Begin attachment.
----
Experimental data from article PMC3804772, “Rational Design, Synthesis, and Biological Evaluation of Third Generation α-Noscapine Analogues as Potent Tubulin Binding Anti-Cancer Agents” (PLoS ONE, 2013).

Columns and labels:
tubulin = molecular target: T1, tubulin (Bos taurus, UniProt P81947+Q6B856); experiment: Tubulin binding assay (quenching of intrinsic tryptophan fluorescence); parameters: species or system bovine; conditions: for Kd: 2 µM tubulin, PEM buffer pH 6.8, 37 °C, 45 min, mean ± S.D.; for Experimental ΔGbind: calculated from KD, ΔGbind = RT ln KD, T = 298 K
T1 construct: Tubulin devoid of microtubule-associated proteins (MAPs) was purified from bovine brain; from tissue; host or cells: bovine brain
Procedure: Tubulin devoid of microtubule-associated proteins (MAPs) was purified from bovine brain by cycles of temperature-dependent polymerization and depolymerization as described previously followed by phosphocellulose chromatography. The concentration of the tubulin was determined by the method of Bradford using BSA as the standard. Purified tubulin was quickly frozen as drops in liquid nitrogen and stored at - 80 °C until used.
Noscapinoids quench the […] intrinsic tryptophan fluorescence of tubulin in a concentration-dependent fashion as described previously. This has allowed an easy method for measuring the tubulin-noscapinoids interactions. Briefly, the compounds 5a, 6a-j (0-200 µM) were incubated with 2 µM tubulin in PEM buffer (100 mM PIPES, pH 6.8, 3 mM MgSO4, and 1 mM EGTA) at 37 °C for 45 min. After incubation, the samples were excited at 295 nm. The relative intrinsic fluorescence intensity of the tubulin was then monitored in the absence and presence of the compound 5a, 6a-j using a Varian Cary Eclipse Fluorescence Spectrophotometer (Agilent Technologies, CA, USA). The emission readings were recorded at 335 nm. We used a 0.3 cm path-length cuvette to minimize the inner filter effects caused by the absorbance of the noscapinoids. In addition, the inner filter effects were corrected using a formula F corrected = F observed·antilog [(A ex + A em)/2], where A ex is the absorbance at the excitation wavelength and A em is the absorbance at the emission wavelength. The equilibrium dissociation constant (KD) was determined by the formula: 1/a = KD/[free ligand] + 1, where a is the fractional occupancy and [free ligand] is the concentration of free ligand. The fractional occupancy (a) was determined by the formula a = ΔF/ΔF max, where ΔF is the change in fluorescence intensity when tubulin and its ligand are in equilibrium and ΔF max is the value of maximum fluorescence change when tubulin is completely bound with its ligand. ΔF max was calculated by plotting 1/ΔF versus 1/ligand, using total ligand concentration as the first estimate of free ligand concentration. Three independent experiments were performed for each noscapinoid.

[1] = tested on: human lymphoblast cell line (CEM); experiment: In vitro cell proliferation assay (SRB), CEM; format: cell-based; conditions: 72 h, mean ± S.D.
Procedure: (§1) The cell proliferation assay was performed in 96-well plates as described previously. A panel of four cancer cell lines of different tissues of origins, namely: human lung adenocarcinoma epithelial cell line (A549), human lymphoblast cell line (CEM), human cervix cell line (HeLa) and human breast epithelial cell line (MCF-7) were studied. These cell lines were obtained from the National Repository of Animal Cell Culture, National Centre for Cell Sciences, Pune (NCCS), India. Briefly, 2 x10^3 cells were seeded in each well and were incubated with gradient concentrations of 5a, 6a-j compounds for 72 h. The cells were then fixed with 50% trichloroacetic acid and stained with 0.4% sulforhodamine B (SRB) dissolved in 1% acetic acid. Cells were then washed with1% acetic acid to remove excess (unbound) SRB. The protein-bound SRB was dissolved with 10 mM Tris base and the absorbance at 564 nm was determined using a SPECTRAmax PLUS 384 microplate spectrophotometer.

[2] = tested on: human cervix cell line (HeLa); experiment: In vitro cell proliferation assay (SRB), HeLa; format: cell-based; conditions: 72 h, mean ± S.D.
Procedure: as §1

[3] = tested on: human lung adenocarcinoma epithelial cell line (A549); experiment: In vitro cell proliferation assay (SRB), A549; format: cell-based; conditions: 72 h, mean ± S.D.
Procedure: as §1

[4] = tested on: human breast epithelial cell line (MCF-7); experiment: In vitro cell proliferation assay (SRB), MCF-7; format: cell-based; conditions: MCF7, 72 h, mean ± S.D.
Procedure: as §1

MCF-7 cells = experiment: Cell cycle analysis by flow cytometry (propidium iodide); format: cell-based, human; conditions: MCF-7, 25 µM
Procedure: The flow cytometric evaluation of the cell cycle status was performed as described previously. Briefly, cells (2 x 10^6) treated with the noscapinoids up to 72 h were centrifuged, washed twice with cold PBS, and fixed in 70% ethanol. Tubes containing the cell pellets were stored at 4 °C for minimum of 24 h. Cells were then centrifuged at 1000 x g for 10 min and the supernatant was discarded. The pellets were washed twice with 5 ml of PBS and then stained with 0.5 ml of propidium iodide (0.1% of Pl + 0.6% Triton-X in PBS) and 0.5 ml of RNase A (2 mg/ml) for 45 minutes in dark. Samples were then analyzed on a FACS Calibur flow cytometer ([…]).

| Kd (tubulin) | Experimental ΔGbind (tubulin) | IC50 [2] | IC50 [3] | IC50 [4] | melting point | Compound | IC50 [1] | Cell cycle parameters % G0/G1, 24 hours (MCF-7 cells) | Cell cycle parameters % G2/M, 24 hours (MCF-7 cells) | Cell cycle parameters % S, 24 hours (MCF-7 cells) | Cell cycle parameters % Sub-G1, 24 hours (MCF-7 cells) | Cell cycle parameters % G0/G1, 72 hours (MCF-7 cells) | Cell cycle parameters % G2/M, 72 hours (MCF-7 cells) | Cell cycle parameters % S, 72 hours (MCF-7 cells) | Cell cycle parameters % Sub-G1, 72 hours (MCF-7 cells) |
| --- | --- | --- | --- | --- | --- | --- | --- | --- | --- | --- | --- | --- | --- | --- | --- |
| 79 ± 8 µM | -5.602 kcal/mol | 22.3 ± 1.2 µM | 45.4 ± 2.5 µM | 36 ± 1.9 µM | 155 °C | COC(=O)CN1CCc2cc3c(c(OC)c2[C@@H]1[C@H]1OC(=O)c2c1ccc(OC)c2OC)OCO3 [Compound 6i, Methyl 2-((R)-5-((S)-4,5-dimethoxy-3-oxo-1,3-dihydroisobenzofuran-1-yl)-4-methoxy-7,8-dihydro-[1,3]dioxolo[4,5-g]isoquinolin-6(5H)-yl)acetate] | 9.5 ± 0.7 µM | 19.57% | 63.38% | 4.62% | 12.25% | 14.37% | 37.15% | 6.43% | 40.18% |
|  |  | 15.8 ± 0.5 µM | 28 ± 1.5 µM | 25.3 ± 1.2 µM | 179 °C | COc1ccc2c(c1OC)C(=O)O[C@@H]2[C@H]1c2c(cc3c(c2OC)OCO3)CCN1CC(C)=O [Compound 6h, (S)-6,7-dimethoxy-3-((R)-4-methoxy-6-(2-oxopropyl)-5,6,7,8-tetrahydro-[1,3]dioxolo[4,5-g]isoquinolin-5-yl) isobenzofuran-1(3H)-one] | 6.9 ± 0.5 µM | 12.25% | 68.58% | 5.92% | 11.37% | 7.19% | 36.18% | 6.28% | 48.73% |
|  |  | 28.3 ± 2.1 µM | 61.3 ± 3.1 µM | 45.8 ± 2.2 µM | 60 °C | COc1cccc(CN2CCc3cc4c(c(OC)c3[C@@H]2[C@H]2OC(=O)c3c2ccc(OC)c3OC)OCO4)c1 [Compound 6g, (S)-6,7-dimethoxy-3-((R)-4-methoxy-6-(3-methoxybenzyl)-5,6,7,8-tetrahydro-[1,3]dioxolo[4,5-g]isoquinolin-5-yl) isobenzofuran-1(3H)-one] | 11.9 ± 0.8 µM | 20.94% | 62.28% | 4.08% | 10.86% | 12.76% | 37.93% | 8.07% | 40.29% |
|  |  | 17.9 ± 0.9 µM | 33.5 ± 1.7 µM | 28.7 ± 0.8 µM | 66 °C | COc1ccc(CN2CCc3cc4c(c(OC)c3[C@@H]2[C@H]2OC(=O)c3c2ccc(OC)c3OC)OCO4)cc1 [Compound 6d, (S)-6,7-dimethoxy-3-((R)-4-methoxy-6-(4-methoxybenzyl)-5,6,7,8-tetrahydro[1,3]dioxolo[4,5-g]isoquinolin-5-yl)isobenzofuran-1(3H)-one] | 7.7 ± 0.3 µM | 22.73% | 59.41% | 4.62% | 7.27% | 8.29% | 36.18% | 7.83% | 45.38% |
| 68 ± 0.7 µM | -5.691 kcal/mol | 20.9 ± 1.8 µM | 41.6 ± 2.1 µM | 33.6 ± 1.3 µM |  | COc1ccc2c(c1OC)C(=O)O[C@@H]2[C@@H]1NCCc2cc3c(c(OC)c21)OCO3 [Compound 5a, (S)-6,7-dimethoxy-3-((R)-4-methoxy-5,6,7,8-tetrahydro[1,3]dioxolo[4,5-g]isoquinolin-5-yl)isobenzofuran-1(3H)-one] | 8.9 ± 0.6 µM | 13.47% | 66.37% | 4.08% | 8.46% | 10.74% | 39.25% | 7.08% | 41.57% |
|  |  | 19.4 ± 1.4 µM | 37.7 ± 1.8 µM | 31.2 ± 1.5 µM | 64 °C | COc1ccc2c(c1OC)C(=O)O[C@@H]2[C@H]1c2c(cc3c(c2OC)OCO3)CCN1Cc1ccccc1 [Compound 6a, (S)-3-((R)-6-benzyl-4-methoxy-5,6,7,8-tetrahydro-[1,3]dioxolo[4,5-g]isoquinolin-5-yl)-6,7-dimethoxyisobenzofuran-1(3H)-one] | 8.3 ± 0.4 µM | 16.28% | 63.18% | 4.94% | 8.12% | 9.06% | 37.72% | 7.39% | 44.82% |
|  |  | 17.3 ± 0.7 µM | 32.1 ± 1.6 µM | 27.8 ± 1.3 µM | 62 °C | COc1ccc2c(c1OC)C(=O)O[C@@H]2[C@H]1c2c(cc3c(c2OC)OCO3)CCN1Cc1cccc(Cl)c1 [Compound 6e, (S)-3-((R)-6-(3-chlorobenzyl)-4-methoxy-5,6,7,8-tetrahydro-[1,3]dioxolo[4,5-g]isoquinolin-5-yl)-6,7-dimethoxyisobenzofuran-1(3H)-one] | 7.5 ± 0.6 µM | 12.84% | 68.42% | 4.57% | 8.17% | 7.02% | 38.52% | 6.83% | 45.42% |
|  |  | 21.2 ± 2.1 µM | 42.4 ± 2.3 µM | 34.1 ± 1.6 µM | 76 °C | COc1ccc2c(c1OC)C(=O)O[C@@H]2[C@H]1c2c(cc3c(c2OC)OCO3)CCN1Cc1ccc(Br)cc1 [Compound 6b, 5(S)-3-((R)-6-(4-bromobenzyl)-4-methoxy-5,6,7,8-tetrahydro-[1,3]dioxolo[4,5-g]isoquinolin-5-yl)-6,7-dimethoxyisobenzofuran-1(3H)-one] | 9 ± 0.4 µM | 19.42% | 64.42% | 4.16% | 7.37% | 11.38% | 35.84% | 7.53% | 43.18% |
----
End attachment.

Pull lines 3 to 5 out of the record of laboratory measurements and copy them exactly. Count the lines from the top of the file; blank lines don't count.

tubulin = molecular target: T1, tubulin (Bos taurus, UniProt P81947+Q6B856); experiment: Tubulin binding assay (quenching of intrinsic tryptophan fluorescence); parameters: species or system bovine; conditions: for Kd: 2 µM tubulin, PEM buffer pH 6.8, 37 °C, 45 min, mean ± S.D.; for Experimental ΔGbind: calculated from KD, ΔGbind = RT ln KD, T = 298 K
T1 construct: Tubulin devoid of microtubule-associated proteins (MAPs) was purified from bovine brain; from tissue; host or cells: bovine brain
Procedure: Tubulin devoid of microtubule-associated proteins (MAPs) was purified from bovine brain by cycles of temperature-dependent polymerization and depolymerization as described previously followed by phosphocellulose chromatography. The concentration of the tubulin was determined by the method of Bradford using BSA as the standard. Purified tubulin was quickly frozen as drops in liquid nitrogen and stored at - 80 °C until used.